Page 2 – News Debris For The Week of August 27th
Tech, AI, Irrelevance and Tyranny
This article deserves special attention. That’s because it brings new, considered insights into how advanced technology is affecting our lives. It’s from The Atlantic, but it’s actually adapted from Yuval Noah Harari’s book, 21 Lessons for the 21st Century.
On the surface, the Atlantic article excerpts passages that describe how artificial intelligence could undermine democracy and turn free citizens into servants to a tyranical society, governed by machine decisions. We’ve seen that before.
But his article is full of insights and explanations that, fot now, have been just beneath the surface, unspoken.
In the second decade of the 21st century, liberalism has begun to lose credibility. Questions about the ability of liberal democracy to provide for the middle class have grown louder; politics have grown more tribal; and in more and more countries, leaders are showing a penchant for demagoguery and autocracy. The causes of this political shift are complex, but they appear to be intertwined with current technological developments. The technology that favored democracy is changing, and as artificial intelligence develops, it might change further.
In other words, the growing fear of irrelevance as machines supplant human dignity and importance is seen to lead to a hunger for a rise in authoritarianism. As a Linus blanket.
This is a long and complex exploration of what seems to be an important book for our times. Be patient. Let your inner AI digest it.
• You’ve no doubt heard of Dolby Vision. The Apple TV 4K supports this excellent HDR format. But there’s a mild competitor that seeks to, in my view, muddy the waters. That’s HDR10+. This article explains what it is and why it exists. Just so you know. “HDR10+ is coming to new Samsung and Panasonic TVs, but good luck finding content.
• There as a time right after the first iPad shipped in 2010 when we fantasized about a future of digital textbooks in abundance. One iPad could replace bulky, heavy paper textbooks and those books would be cheaper as well. It didn’t happen. Bradley Chambers at 9to5Mac tell us why. “Making The Grade: Digital textbooks for iPad never took off, and here’s why.”
• Philip Elmer-DeWitt at Apple 3.0 has some searing criticism of what Apple is and is not doing with the MacBook Air. It’s worth a read despite the dramatic title. “I fear for the MacBook Air. I fear for Apple.” Bottom line:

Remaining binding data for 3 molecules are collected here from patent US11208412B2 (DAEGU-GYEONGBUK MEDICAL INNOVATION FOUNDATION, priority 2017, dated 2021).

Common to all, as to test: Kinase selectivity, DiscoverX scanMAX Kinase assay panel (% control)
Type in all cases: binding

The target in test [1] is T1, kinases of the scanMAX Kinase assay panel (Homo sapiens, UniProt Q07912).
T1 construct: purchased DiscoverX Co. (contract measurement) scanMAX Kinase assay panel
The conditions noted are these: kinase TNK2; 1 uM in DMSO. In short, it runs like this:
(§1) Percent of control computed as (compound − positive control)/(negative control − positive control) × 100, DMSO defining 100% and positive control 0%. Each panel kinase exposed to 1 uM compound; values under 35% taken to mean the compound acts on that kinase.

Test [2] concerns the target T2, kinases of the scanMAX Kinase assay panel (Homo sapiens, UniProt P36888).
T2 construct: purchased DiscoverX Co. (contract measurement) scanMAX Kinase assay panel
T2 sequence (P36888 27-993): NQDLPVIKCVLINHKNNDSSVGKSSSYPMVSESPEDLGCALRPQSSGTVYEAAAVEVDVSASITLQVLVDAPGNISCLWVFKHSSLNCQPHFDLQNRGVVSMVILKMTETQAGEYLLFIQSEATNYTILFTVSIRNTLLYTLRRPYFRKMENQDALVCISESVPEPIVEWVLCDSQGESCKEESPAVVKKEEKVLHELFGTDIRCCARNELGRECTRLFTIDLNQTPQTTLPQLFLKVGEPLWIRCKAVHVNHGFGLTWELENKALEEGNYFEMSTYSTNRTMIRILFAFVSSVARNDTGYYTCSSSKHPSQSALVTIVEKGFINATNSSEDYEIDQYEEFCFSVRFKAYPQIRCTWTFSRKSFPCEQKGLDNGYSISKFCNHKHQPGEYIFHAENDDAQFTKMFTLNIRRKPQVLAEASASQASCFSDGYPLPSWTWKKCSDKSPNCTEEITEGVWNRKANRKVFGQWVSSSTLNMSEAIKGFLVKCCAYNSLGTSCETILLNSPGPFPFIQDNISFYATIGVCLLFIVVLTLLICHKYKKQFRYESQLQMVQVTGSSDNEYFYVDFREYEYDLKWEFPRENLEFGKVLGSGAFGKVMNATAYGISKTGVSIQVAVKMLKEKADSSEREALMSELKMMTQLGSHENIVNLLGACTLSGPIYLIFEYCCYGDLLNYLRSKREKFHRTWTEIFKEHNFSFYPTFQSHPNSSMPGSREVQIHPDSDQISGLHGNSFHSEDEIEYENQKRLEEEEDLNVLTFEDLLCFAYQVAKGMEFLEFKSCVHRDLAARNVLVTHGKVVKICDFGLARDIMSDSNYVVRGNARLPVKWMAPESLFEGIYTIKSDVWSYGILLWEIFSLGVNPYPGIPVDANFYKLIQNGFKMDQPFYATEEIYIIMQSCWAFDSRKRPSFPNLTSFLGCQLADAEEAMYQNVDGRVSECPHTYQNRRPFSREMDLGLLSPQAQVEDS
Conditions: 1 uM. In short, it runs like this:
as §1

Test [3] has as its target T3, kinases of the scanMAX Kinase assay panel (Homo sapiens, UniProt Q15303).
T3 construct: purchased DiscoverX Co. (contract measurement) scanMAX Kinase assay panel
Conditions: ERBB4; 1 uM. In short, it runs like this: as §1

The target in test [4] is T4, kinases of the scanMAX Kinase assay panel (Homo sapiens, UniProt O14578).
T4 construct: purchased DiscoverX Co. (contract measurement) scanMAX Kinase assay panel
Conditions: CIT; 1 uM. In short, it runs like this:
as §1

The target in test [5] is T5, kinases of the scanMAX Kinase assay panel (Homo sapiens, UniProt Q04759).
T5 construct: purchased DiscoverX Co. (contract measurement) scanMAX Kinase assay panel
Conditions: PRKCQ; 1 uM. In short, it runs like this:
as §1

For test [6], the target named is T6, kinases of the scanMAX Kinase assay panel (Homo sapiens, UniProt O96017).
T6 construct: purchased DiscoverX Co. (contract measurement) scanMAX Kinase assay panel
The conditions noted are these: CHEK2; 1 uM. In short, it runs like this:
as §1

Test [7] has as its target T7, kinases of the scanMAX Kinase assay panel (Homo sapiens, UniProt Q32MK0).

Here’s what I wish for: Someone with the authority of a Steve Jobs to tell the Mac team that the last three years of MacBook design—making laptops that resemble iPhones—were a failure. Those design decisions should be repudiated. What the market is asking for—what Phil and Ben and everybody else seems to want—is an updated MacBook Air with modern specs and a Retina screen priced at $899.
• If you think social media in the hands of teenagers (and misused) is a wretched hive of scum and villainy, then this next article is something to ponder. “Posting Instagram Sponsored Content Is the New Summer Job.” You have a following. You’re an influencer of other youths. You need some cash. What’s not to like?
• I bumped into this next item quite by accident. Here’s the deal. I thought the days of HP neglecting Mac user were over. I guess not. From the Intego Mac Security Blog: “HP Leaves Mac Users Vulnerable to Fax Hacks.”
• Finally, I offer a glimmer of hope. “California Is Now Inches Away From Restoring Net Neutrality.” California has a country-class economy, the world’s 6th largest, and its actions will be influential in this arena. Root for them.
Particle Debris is a generally a mix of John Martellaro’s observations and opinions about a standout event or article of the week (preamble on page one) followed on page two by a discussion of articles that didn’t make the TMO headlines, the technical news debris. The column is published most every Friday except for holiday weeks.